The Meg Whitman Era at HP Begins With a Conference Call (Audio)
Whitman made her first pronouncements to the public and to the HP rank and file on a conference call today, along with Chairman — newly named executive chairman — Ray Lane. I recorded the call and pulled out some highlights you can hear below, courtesy of SoundCloud.
The decision to oust now former CEO LÃ©o Apotheker was made after the board of directors observed “operational weaknesses” in his management. “It became increasingly clear that we needed new leadership to focus on operating our business more effectively to meet the challenges of today’s environment,” Lane said. “The board believes that the job of CEO requires additional attributes to successfully execute on the company’s strategic evolution.”
Whitman admitted that HP hasn’t been delivering the kind of results that investors have come to expect. “We’re not happy about it,” she said, promising that HP will have no higher priority than to get HP’s operations back on track. Her first public comments as CEO are in the audio clip below:
The news of Whitman’s hiring as the new CEO obfuscated some comments from CFO Cathie Lesjak, who warned that HP may have another tough quarterly earnings report ahead. Blaming soft market conditions in Europe and from government agencies, Lesjak said HP will likely meet its per-share guidance issued on Aug. 18, non-GAAP earnings of $1.12 to $1.16 a share. However, she said she feels “less certainty with regard to revenue,” specifically around hardware sales. HP had forecast revenues in the range of $32.1 billion to $32.5 billion.
I’ve talked with sources familiar with retail PC sales, who tell me that the back-to-school season was pretty good in terms of the number of machines sold, but that PC manufacturers, including HP, had to slash prices aggressively to keep consumers interested and buying. That may turn out to be a contributing factor.
Another key factor will be commercial PC sales. Since HP started talking about spinning off its PC business on Aug. 18, some of its commercial customers have been acting on their uncertainty by holding back on new deals or buying from other vendors like Dell. CIOs hate uncertainty, and HP has been playing defense with many of its biggest customers since the announcement, seeking to reassure them that they can still do business with HP.
Whitman’s hiring has brought a lot of criticism that she doesn’t have sufficient experience running a large, enterprise-focused technology company. Lane defended the choice by saying that during her years running eBay, she was a big buyer of enterprise technology and that the experience should serve her well.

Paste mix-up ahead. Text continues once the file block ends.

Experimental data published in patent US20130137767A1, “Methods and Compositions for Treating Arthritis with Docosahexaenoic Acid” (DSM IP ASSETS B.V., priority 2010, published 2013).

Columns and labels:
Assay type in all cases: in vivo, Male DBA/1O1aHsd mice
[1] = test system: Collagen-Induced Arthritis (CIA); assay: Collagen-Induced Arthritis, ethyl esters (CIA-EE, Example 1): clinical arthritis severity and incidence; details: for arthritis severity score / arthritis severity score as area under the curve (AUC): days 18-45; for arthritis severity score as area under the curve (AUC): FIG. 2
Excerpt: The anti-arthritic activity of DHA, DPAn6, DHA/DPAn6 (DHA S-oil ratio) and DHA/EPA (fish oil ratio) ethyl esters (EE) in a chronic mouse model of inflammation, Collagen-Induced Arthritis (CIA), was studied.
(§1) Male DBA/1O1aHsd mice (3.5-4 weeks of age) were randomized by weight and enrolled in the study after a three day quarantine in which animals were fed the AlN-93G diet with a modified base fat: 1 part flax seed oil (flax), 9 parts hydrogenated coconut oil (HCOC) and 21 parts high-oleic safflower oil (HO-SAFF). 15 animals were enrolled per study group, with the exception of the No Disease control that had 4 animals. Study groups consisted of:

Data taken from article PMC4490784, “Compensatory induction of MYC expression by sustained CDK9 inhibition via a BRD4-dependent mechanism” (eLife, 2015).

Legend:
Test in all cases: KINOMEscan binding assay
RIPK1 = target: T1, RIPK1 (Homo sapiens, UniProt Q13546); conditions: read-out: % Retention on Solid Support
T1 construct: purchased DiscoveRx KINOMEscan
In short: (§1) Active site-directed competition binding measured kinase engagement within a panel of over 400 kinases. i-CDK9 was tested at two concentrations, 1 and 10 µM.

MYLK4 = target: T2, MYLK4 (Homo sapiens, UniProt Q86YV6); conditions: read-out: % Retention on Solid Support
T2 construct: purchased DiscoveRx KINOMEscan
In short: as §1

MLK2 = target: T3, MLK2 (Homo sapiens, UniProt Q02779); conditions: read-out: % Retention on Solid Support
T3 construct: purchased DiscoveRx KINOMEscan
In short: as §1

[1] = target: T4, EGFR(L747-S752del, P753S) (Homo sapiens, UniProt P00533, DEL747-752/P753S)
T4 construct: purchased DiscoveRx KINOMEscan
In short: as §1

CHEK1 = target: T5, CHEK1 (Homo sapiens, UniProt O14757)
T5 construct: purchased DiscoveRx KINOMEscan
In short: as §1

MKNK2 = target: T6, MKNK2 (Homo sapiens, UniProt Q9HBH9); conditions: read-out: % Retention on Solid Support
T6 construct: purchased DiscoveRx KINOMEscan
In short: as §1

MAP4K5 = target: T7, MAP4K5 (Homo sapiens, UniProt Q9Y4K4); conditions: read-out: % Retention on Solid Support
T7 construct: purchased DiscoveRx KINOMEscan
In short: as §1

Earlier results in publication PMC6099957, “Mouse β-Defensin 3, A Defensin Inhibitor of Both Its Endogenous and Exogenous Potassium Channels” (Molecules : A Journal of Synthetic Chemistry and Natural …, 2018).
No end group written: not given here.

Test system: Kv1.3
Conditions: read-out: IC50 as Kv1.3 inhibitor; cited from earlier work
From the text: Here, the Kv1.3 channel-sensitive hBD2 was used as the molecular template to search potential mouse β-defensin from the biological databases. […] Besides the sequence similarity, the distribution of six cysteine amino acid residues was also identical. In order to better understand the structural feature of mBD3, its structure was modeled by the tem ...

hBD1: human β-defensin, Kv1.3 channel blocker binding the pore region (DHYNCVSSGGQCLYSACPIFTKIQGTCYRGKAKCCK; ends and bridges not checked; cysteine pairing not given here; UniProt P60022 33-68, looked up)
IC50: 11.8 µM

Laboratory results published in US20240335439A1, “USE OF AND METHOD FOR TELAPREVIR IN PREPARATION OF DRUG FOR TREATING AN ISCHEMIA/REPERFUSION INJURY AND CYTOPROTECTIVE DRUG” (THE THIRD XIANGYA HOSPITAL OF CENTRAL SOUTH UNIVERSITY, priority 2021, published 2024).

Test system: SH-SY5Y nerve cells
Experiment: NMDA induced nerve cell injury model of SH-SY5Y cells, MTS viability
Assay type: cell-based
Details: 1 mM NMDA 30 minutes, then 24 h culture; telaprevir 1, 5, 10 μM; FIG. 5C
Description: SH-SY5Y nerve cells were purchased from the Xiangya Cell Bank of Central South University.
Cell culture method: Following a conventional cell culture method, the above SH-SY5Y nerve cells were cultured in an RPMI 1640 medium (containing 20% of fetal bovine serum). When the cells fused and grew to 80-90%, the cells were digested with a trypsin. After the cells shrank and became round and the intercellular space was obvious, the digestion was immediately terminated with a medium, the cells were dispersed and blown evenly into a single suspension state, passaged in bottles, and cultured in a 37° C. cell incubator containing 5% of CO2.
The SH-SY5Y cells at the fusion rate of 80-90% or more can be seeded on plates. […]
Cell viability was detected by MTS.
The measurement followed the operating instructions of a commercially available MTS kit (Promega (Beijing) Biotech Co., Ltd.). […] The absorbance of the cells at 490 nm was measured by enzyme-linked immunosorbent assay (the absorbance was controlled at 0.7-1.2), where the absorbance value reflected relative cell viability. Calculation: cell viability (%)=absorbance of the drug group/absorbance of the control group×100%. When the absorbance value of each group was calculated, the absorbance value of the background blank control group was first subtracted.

Why not conduct an extensive search, considering candidates from both inside and out? Toni Sacconaghi, author of last week’s stinging research report about “exasperated” HP investors, asked about that. The implication was that HP’s board of directors had acted impulsively in hiring Apotheker last year and was doing so again in hiring Whitman. Lane reminded Sacconaghi that HP’s board has eight new members since those days, so it’s not the same group of people involved with the Hurd resignation and the Apotheker hiring. Hear his answer below:
And yet, despite having sent Apotheker to the exit, HP still intends to follow through, in broad brushstrokes, with the strategy he laid out. HP is still studying what to do with its Personal Systems Group, the unit that sells PCs to consumers and businesses. All options — a spinoff or no action at all — are still on the table. But as Whitman says here, in response to a question from Keith Bachman of BMO Capital, “That decision is not going to get better with age,” so the sooner it’s done, the better.
Lane, asked by analyst Shannon Cross of Cross Research about the timeline of the decision to let Apotheker go, said the decision wasn’t made suddenly, but over the course of the last few quarters. After missing earnings forecasts for two quarters in a row, and with the communications mess that occurred on Aug. 18, it became clear, Lane said, that LÃ©o had to go. Hear him explain it below: